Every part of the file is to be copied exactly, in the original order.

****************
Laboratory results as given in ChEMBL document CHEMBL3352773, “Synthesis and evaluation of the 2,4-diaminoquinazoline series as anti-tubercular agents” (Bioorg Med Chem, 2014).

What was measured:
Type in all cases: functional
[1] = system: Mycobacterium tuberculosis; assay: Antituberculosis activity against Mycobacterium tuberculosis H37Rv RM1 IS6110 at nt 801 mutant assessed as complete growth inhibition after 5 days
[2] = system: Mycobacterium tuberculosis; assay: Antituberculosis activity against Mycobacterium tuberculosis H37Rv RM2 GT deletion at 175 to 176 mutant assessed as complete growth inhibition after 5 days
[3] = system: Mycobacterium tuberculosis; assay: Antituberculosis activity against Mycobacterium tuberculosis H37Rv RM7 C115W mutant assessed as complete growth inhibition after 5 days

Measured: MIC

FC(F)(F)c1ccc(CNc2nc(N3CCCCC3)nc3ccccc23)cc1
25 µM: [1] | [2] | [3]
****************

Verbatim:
Laboratory results as given in ChEMBL document CHEMBL3352773, “Synthesis and evaluation of the 2,4-diaminoquinazoline series as anti-tubercular agents” (Bioorg Med Chem, 2014).

What was measured:
Type in all cases: functional
[1] = system: Mycobacterium tuberculosis; assay: Antituberculosis activity against Mycobacterium tuberculosis H37Rv RM1 IS6110 at nt 801 mutant assessed as complete growth inhibition after 5 days
[2] = system: Mycobacterium tuberculosis; assay: Antituberculosis activity against Mycobacterium tuberculosis H37Rv RM2 GT deletion at 175 to 176 mutant assessed as complete growth inhibition after 5 days
[3] = system: Mycobacterium tuberculosis; assay: Antituberculosis activity against Mycobacterium tuberculosis H37Rv RM7 C115W mutant assessed as complete growth inhibition after 5 days

Measured: MIC

FC(F)(F)c1ccc(CNc2nc(N3CCCCC3)nc3ccccc23)cc1
25 µM: [1] | [2] | [3]